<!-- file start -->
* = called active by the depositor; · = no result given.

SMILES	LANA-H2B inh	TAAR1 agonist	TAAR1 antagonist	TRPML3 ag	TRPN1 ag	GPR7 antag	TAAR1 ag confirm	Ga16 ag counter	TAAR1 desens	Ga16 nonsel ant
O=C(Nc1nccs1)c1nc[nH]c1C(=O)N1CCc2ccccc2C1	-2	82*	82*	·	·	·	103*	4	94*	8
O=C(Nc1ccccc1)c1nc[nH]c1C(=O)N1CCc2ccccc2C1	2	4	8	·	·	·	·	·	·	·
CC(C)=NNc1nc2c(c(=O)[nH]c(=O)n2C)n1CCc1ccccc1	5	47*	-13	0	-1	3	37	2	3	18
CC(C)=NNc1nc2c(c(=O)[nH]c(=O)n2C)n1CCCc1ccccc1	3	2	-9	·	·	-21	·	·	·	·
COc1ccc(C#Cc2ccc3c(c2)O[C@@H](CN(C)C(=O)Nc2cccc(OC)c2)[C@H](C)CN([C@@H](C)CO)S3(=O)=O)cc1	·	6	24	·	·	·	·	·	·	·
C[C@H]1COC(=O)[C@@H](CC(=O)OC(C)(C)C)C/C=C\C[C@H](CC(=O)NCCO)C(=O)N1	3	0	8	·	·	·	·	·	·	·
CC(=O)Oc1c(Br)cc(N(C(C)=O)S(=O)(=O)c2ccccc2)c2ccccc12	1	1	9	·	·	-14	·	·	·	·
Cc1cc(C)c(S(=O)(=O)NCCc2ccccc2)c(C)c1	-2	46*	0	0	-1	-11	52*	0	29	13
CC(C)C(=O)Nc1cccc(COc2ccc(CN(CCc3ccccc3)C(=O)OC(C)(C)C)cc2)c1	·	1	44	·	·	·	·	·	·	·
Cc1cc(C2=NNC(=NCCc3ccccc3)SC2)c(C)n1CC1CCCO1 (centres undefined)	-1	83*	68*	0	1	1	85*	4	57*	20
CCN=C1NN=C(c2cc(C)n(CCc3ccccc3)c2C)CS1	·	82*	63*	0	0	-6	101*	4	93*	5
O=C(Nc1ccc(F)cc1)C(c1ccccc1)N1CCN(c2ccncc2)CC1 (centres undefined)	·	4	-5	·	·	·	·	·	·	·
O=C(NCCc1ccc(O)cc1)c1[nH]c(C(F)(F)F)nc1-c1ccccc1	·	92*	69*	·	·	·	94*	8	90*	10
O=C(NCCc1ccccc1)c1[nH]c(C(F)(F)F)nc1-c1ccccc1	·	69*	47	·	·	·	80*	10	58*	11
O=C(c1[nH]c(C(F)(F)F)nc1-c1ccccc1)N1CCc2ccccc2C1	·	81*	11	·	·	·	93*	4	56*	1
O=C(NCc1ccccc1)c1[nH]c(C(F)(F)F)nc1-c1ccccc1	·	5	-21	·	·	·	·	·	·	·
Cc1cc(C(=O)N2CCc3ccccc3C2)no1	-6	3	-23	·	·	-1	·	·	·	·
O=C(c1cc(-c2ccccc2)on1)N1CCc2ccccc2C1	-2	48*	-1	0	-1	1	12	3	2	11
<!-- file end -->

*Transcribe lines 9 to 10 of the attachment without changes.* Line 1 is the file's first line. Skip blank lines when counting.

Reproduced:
CC(=O)Oc1c(Br)cc(N(C(C)=O)S(=O)(=O)c2ccccc2)c2ccccc12	1	1	9	·	·	-14	·	·	·	·
Cc1cc(C)c(S(=O)(=O)NCCc2ccccc2)c(C)c1	-2	46*	0	0	-1	-11	52*	0	29	13